The 3G FOMA service has allowed the introduction of newer and faster services by NTT DoCoMo. The i-mode mobile Internet service has benefited from the faster data transmission rate of up to 384kbps. FOMA high-speed packet-data communications are able to handle more multimedia content than ever before.

The greatest benefits are in image and music content and the capability to email messages of greater than 10,000 characters, while attaching images and music files. A mobile videophone service will extend the usefulness of the mobile network and provide a new 'killer app' for NTT DoCoMo. The video transmission will be of sufficiently high image quality to allow even the smallest alterations of facial expressions to be captured in real-time video transmission.

The two data communications services on offer are a packet communication service with a maximum downlink speed of 384kbps and a circuit-switched service offering 64kbps uploading / downloading for large-volume data. Users will be able to view still images, video and other multimedia content using a laptop PC equipped with a 3G network card or a mobile terminal.

One of the latest (March 2004) FOMA developments is controller for home appliances. This will allow a 3G FOMA handset to control the recording by video of a favourite TV show and then allow the tape to be played back and viewed over the phone. The capability of the phone controller could extend to turning lights on and off, setting an air conditioner temperature and controlling both computers and external devices via infrared links and USB connection.


The early range of FOMA handsets included the entry level N2001 (allowing high-speed data communications and multitasking voice and i-mode), the P2101V (video camera and a large colour screen including videophone) and the P2401, a PCMCIA 3G network card for laptops.

NTT DoCoMo introduced the new range of 900i handsets in March 2004 that included: high-capacity Java-based i-appli applications, HTML email (Deco-mail), avatar-capable video phone (Chara-den), combined video and high-fidelity audio for incoming calls (Chaku-motion), and two-million-pixel cameras. The 900i weighs only about 115g and offers about 150hr of standby time.

The newest handset, introduced in early September 2004, is the 3G FOMA 'Raku Raku Phone' handset, which is the first model in the easy-to-use Raku Raku phone series to be compatible with the 3G network. The handset has a camera for videophone calls and sending / receiving video clips via the i-motion mail service. The i-motion mail service lets subscribers send video, recorded by the built-in camera or downloaded from a website, by attaching it to an email. The maximum file size has been extended from 100kB to 300kB, allowing video playback of up to 30 seconds and higher definition images.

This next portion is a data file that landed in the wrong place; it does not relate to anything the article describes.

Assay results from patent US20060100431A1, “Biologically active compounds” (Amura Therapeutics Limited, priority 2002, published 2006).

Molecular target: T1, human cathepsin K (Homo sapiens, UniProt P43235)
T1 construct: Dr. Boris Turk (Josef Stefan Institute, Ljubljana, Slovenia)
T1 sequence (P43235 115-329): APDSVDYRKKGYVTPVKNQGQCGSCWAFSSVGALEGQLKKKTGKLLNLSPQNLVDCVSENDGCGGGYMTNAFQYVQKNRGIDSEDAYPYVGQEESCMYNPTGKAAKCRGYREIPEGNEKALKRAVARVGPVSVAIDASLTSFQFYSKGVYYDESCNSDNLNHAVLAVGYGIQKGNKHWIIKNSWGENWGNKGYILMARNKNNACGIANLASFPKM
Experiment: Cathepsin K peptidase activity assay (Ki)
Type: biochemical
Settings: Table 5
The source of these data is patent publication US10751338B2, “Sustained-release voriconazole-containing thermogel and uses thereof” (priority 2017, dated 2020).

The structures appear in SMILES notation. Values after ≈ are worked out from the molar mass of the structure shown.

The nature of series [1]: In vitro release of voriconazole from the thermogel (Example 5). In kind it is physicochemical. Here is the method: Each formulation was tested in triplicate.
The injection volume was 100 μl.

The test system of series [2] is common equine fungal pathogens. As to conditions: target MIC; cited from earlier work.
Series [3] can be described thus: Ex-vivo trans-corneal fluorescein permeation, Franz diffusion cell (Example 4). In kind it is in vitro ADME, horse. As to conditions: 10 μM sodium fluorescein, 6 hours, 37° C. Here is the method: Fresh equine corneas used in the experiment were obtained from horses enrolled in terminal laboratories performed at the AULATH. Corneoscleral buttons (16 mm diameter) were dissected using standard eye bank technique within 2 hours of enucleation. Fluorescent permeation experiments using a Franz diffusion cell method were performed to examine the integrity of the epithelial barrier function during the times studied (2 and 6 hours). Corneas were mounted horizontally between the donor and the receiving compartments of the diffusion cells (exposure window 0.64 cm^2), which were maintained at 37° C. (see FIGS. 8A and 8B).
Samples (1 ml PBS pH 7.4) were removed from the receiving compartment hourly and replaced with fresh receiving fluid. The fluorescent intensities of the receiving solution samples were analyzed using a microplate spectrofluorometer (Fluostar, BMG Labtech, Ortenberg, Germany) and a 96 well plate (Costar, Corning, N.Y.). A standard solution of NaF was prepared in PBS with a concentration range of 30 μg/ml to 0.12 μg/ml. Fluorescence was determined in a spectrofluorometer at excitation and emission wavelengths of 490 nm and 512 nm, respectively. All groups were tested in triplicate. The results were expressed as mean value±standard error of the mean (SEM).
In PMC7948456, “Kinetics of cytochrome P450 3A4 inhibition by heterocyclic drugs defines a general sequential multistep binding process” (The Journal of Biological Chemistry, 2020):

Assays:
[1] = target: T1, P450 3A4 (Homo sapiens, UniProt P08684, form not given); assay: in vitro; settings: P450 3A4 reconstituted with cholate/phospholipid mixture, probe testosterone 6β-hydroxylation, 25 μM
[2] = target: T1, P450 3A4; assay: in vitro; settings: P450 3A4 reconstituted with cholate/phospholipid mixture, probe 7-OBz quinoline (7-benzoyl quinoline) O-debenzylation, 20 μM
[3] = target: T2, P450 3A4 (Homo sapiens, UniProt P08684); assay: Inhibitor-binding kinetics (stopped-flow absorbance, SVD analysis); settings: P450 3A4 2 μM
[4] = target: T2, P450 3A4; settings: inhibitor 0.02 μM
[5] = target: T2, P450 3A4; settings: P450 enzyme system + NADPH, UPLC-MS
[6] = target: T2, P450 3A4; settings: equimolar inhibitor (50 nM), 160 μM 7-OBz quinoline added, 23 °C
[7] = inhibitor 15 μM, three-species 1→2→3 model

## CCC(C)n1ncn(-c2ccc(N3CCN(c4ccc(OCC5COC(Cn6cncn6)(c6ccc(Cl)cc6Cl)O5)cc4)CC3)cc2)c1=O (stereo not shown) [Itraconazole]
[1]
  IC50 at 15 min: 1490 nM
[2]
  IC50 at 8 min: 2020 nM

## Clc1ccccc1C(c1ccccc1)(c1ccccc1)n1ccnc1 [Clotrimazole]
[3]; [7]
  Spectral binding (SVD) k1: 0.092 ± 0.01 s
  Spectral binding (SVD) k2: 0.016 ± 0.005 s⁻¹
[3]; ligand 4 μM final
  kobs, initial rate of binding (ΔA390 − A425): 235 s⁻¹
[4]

The handset features a large 2.4in QVGA screen and the text font may be enlarged up to 30 dots for ease of reading. Onscreen instructions are also available for creating and sending email. In addition, the handset allows 'Multiaccess' which gives subscribers the option of communicating by voice while simultaneously using packet transmissions. The handset is also equipped with a 'Read Aloud' feature that provides audio readouts of i-mode site pages, message logs, operating menus, calculator input / output, email transmission confirmations, low-battery warnings and more.

NTT DoCoMo announced in July 2004 that it will invest ¥5.5 billion over two years (fiscal 2004 to 2005) in Texas Instruments to develop a single-chip large scale integration (LSI), making FOMA 3G handsets compatible with both W-CDMA and 2G GSM / GPRS networks. Currently, it is necessary to embed two chips in order to produce a dual mode handset. Combining the technologies onto a single-chip will result in a low-cost 3G hanset that is able to run on both networks.